• Hormonal changes: changes brought on by pregnancy, puberty and oral contraceptives can make gum tissues more susceptible to infection.
  • Systemic illnesses: HIV/AIDS, diabetes, blood cell disorders.
  • Genetics: If your family has a history of gum disease, you may be at a greater risk.

Periodontal disease does not heal itself. If you smoke, you’re at a much greater risk. Research has also shown links to stroke, bacterial pneumonia, diabetes, cardiovascular disease and increased risk during pregnancy. It is also the number one reason for tooth loss. Researchers are currently trying to determine if these afflictions are triggered or aided by the inflammation and bacteria from periodontal disease.

You can keep periodontal disease at bay with a balanced diet, limited sweet snacks, regular brushing and flossing and dental appointments.

What are the symptoms of periodontal disease?

  • Bleeding gums. Gums should never bleed, even when you brush forcefully or use dental floss.
  • Loose teeth. Also caused by bone loss or deteriorated periodontal fibers (fibers that connect the tooth to the bone).
  • Tenderness or discomfort caused by irritation from plaque, tartar and bacteria.
  • New spacing between teeth.
  • Pus around the teeth and gums – a sure sign of infection.
  • Receding gums.
  • Red, swollen gums.
  • Chronic bad breath.

With a balanced diet, good oral hygiene habits, and regular dental visits, you can keep periodontal disease at bay.

I have bad breath. What can I do?

Bad breath or halitosis is something everyone experiences from time to time (especially in the morning). It can be an uncomfortable and unpleasant condition, but there are ways to prevent it.

Microbial deposits on the tongue are the number one cause of bad breath in healthy people. In many cases, simply brushing the tongue can provide significant relief.

What are the reasons for bad breath?

Slowed saliva flow at night. Saliva cleanses the mouth. While you sleep, saliva flows stops almost completely and this causes halitosis causing bacteria to form. Particular foods. When you eat onions, garlic or other strong-smelling foods, the odor compounds enter your bloodstream and are exhaled through the lungs.

Sub-standard oral hygiene. Forgetting to brush or floss results in bacterial build up from food residue in the mouth.

Periodontal disease. Inflamed gums and colonies of bacteria contribute to halitosis.

Poorly fitted fillings or cavities may also contribute to chronic bad breath.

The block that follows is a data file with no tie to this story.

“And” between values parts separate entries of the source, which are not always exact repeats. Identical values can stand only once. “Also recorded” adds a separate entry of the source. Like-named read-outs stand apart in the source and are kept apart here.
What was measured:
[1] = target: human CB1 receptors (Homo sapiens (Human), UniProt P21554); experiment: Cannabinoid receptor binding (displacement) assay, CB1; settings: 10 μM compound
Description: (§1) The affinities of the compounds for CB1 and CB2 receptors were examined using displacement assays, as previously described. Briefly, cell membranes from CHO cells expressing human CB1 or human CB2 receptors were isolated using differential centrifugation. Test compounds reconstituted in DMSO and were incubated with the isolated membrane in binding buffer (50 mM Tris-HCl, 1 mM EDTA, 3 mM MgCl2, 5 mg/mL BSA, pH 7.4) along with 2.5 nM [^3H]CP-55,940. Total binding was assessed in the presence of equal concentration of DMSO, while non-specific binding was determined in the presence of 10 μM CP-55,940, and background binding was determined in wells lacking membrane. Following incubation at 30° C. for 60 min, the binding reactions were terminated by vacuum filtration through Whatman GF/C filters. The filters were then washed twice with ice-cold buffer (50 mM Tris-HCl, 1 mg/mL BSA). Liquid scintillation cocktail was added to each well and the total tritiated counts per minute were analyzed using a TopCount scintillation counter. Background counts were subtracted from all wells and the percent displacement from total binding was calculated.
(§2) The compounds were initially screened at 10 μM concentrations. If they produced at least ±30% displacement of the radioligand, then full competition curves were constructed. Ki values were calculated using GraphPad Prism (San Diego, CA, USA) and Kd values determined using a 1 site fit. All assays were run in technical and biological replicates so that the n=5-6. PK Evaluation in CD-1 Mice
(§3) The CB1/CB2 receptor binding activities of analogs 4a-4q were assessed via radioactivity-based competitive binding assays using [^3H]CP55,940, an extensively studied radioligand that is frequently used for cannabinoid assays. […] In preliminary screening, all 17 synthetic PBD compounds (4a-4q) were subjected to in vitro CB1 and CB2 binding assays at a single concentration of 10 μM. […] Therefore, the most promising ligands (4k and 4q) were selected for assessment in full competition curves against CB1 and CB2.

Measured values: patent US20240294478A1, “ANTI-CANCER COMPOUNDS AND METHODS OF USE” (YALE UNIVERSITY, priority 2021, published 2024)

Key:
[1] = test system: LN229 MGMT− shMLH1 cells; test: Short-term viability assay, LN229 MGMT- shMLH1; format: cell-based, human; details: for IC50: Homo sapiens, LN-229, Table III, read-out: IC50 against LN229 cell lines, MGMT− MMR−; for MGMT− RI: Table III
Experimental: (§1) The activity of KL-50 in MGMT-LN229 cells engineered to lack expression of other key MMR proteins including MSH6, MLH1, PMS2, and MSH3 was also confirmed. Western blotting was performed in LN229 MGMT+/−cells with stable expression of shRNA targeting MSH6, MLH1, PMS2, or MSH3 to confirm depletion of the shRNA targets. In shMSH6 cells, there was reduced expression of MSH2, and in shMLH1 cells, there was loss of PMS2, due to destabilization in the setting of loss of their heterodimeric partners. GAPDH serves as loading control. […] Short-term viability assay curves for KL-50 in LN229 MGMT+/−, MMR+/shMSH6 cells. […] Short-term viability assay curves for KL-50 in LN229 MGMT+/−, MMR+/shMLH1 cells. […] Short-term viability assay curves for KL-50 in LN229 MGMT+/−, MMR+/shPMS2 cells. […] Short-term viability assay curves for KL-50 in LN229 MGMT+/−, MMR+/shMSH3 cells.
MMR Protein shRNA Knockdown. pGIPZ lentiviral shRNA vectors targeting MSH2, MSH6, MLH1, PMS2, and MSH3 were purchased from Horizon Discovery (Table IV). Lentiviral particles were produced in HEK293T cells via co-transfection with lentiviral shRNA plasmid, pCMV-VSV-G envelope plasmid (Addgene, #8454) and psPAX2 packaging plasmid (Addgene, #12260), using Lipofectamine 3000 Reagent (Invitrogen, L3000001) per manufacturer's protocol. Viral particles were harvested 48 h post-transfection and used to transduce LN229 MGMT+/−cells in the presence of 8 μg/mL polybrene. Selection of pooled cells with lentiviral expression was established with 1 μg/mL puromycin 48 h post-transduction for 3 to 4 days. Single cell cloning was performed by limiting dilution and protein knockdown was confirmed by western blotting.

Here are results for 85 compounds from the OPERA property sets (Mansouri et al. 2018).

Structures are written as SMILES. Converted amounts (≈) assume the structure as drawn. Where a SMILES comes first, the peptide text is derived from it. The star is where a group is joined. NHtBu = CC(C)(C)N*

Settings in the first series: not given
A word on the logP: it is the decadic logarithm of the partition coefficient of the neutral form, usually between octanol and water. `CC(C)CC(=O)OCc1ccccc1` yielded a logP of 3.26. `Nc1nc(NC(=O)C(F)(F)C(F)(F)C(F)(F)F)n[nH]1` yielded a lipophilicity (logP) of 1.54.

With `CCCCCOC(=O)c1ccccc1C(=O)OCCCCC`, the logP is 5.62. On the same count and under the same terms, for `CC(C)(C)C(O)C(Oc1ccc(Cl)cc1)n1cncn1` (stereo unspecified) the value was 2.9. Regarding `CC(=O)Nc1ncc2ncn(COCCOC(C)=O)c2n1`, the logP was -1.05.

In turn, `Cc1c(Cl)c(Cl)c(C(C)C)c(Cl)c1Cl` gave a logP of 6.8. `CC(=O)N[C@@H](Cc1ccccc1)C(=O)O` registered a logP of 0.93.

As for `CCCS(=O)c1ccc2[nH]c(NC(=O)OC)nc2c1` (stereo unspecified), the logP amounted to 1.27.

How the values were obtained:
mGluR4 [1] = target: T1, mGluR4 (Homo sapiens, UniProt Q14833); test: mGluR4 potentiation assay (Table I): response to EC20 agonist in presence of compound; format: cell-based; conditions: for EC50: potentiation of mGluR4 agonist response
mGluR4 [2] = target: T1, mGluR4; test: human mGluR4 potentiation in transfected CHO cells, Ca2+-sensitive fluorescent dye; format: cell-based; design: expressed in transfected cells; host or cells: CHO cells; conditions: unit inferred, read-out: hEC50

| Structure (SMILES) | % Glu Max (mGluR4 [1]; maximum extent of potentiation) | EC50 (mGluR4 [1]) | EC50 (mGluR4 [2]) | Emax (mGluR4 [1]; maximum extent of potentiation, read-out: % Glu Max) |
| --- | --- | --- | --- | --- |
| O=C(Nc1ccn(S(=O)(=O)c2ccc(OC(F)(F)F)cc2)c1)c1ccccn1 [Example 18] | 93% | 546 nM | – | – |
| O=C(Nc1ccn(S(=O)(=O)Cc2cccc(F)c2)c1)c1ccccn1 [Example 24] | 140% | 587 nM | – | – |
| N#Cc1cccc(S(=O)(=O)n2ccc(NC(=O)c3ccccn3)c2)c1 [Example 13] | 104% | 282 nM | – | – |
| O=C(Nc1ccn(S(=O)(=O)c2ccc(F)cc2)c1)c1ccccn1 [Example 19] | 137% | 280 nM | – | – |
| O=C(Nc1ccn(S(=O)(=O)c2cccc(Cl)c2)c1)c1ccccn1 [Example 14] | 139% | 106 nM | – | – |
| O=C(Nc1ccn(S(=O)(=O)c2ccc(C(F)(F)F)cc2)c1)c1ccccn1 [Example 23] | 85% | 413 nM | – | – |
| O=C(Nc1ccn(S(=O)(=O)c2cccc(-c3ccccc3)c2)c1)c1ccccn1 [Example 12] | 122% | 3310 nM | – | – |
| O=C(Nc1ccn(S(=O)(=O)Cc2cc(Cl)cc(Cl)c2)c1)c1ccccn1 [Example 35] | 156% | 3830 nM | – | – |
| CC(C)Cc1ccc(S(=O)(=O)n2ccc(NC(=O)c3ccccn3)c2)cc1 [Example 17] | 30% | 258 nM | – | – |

Xerostomia or dry mouth. Certain medications may result in continuous mouth breathing or issues with salivary glands.

Smoking or tobacco use contribute to dry mouth and bad breath.

Weight loss programs and diets. When the body burns fat, certain chemicals called keotenes are released in the breath. Dehydration from hunger and missed meals can also be a factor.

Illnesses and medical issues. Bad breath may be an additional symptom of liver and kidney problems, chronic sinus infections, bronchitis, pneumonia and diabetes.

Review what you eat (try keeping a food diary) and make sure your dentist knows your medical history — including recent surgeries, medications and illnesses.

How can I avoid bad breath?

Increase your oral hygiene. Brush twice daily with an ADA-approved toothbrush. Brush your tongue or use a tongue scraper to reach the back. Floss daily to remove food particles from between your teeth. If you have dentures, thoroughly clean them every night, and replace your toothbrush every 2-3 months.

Get regular dental check-ups. See your dentist at least two times a year; more often if you have periodontal disease.

Quit tobacco. Ask your dentist for resources.

Drink more water. Water washes away bacteria and keeps the mouth hydrated.

Use mouthwash or rinses. Antiseptic rinses are best for chronic bad breath because they kill the germs that cause it. Ask your dentist for recommendations.

If you still have bad breath after working with your dentist diligently to correct the problem, see your physician. It may be a sign of a larger issue.

Why is flossing important?

Brushing is essential for the removal of food debris, plaque and bacteria, but toothbrushes cannot reach the place where we are most prone to infection — between our teeth.

Daily flossing helps to clean these hard-to-reach spaces, and it also prevents plaque colonies from building up and causing damage to teeth, gums and bones. A mixture of live bacteria, food and saliva, plaque is a sticky, nearly invisible film that forms on the teeth. Without proper care, gums can become inflamed by bacteria, increasing your risk for periodontal disease.

What is the proper way to use dental floss?

Take about 12-16 inches (30-40 cm) of floss and wrap it around your middle fingers, leaving approximately 2 inches between your fingers.

Gently slide the floss between your teeth with a sawing motion. Use your thumbs and forefingers to guide the floss.

Make the shape of a “C” with the floss and guide it around each tooth. Work the floss gently under the gum line by moving it up and down.

For those with large hands or difficulty holding floss, floss holders are recommended.

Rinsing is a habit that should not be overlooked. Rinse your mouth with water after flossing, or if you are unable to brush after a meal. If you are using a mouthwash, ask your dentist about a product that fits your needs. Together, we’ll help you keep that beautiful smile for life.

How can I enhance my smile with cosmetic dentistry?

A brilliant, confident smile can make a world of difference in your self-esteem and appearance. If there is something that is bothering you about your smile, dental cosmetic treatments can help.